One thing we know that Putin reads is history. He’s keen on chronicles and biography of great Russians, presumably with an eye to his own reputation. And this may help explain why he’s increasingly trying to control his country’s backstory.
In Russia, September 1 is not just the start of the school year, it is Den’ Znanii or ‘knowledge day’. There is a whole ritual, a celebratory welcome to all the new crop of children coming from kindergarten to big school, with sonorous speeches about the value of learning and the promise of a new generation.
For the head of state, this is usually a softball opportunity to play the role of father of the nation. This year is, of course, a more awkward affair; students’ temperatures were scanned while teachers and support staff were tested for coronavirus. So this was a time for particular reassurance.
Putin’s official address, with its ‘kind words’ for parents and thanks to children’s ‘loved ones’, was warm and fuzzy enough. Then things took a more surreal and menacing turn as he warned the assembled seven-year-olds (and, of course, the educational establishment) against the ‘collaborationists’ trying to rewrite history to Russia’s discredit.
The particular bee in his bonnet is the 1939 Molotov-Ribbentrop pact, the infamous non-aggression deal that, in a secret protocol, divided up central and eastern Europe. This was ruthless statecraft on both sides; that Nazi Germany and the USSR would be fighting each other sooner or later was obvious, but they each had their reasons to delay the inevitable.
It was a cynical move in, frankly, a cynical time, and for years even Russian historians recognized that. For whatever reason, though, Putin has come to regard this as, well, his Stalingrad, the place he will fight to the last rubbled building. He claimed, in a lengthy and lightweight article in the National Interest that it was actually the Western countries’ ‘Munich betrayal’ that ‘made the great war in Europe inevitable’.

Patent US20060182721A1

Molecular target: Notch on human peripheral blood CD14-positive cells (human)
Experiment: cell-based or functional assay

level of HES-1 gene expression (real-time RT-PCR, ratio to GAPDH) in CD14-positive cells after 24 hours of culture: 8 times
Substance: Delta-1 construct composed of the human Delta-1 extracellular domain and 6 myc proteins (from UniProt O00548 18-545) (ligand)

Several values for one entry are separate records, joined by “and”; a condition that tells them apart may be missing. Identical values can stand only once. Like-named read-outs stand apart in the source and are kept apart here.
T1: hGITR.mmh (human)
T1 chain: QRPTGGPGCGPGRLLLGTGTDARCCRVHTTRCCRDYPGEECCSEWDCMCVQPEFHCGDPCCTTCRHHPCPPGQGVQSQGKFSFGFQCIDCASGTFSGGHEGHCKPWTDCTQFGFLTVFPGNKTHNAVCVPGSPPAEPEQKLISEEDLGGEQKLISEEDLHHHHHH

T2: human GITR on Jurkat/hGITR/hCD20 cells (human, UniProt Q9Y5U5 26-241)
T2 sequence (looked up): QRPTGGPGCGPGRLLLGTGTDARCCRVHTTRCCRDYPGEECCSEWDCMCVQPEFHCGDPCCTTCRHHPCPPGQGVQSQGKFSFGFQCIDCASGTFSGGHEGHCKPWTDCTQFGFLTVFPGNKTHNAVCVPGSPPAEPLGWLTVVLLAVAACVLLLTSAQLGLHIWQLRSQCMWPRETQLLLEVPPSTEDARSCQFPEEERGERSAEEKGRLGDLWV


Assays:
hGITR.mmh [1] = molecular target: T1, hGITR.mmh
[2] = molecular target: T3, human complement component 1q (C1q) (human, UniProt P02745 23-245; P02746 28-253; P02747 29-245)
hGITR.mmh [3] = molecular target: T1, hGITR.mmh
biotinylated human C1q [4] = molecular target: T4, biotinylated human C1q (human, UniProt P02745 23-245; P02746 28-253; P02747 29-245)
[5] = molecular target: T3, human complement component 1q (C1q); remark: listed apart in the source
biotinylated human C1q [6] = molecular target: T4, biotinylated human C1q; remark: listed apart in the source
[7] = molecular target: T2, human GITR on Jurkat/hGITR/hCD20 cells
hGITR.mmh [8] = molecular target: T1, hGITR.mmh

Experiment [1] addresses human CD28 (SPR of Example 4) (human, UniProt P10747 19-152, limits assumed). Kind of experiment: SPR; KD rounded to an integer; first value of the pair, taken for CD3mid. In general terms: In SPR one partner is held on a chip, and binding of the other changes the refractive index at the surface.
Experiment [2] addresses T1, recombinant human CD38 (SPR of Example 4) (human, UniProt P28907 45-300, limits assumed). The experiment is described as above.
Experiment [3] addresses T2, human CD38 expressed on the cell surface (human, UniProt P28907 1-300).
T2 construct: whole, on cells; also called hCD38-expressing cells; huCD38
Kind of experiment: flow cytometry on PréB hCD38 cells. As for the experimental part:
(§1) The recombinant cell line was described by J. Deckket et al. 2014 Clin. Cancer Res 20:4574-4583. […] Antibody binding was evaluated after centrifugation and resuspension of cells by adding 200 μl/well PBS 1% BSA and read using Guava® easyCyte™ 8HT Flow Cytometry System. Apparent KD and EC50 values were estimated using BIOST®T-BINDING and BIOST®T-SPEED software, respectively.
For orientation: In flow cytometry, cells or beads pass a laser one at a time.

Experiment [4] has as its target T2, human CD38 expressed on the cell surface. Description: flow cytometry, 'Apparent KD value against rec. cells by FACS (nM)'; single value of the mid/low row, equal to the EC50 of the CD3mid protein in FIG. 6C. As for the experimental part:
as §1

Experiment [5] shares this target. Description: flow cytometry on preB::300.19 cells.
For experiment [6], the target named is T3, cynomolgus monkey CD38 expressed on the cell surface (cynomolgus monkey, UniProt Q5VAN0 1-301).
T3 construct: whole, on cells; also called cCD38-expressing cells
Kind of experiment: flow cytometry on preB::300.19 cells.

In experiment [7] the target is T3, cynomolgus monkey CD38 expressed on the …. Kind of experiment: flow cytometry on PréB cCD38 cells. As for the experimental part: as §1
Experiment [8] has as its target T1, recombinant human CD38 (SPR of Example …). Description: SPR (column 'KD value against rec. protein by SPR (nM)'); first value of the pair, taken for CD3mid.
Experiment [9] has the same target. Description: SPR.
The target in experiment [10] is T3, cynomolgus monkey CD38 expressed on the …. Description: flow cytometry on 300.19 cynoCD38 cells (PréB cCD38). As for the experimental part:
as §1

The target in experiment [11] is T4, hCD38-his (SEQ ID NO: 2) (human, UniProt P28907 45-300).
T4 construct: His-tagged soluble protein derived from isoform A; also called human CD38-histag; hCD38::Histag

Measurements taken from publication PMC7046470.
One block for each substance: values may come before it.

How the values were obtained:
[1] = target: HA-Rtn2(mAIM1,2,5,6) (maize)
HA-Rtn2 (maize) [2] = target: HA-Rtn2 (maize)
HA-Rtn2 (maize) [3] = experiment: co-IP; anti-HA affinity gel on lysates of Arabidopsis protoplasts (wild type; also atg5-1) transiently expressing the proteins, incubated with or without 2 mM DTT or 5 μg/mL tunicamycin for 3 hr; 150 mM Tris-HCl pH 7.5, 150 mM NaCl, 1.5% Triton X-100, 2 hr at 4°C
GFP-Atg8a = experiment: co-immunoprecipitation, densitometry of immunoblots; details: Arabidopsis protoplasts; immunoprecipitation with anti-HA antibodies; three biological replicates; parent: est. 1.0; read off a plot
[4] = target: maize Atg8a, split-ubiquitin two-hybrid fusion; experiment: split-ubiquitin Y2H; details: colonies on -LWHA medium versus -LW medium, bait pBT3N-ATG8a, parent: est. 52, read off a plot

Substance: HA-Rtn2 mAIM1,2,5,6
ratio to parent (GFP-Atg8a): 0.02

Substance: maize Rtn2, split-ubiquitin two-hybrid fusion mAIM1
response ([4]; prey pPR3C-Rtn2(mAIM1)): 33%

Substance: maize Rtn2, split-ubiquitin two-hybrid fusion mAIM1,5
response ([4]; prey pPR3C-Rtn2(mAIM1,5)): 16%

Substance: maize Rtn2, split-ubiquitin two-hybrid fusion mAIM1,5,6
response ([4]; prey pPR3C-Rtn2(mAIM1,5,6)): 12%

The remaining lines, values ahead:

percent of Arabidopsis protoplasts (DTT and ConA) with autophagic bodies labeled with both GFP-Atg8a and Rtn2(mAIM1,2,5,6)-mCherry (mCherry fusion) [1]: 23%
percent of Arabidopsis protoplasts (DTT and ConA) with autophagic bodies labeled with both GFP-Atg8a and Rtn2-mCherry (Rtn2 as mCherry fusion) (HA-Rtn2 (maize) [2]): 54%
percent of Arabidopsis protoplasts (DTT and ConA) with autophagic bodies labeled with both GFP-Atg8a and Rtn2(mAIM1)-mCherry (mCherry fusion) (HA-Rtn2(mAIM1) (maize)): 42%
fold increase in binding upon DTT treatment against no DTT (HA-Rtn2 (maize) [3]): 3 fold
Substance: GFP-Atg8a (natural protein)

Diplomatic demarches, ponderous TV documentaries, waspish tweets — no medium seems exempt from the new need to refight the historical war. Why? The more Moscow pushes, the more others push back, with a no-less-unbalanced new school of thought emerging in some circles that Hitler and Stalin share equal blame for World War Two.
In part, this is just an autocrat’s self-indulgence, but more importantly, it is because World War Two — the Great Patriotic War in the Russian lexicon — represents a crucial moment of national unity and triumph, one Putin is trying to mobilize in his drive to assert his country’s greatness. To the outside world, the implicit claim is that Moscow bought a special claim to great power status with the blood of its 20 million war dead. At home, the lesson is that Russia is always under existential threat — but can triumph so long as it is strongly united and strongly led.
This is a message the Kremlin is hammering home on every front. In a glossy multimedia exhibition launched in Moscow, conquest by the Mongols in the 13th century is down to the disunity of the medieval principalities. Defeat at the hands of Poles in the 17th century, and the Germans in World War One? National discord and the absence of a strong czar.
The subtext is hardly subtle: accept the regime, with all its flaws, because it offers the strength that can keep Russia safe. And those pesky historians with their pettifogging concerns about accuracy do get in the way.
After I had finished writing A Short History of Russia, with its emphasis on national myths, the stories Russians tell themselves about themselves, a Russian asked me whether I was ready for the backlash. After all, they said, ‘when the czar makes himself historian-in-chief, scholarship becomes subversion.’
This article was originally published on The Spectator’s UK website.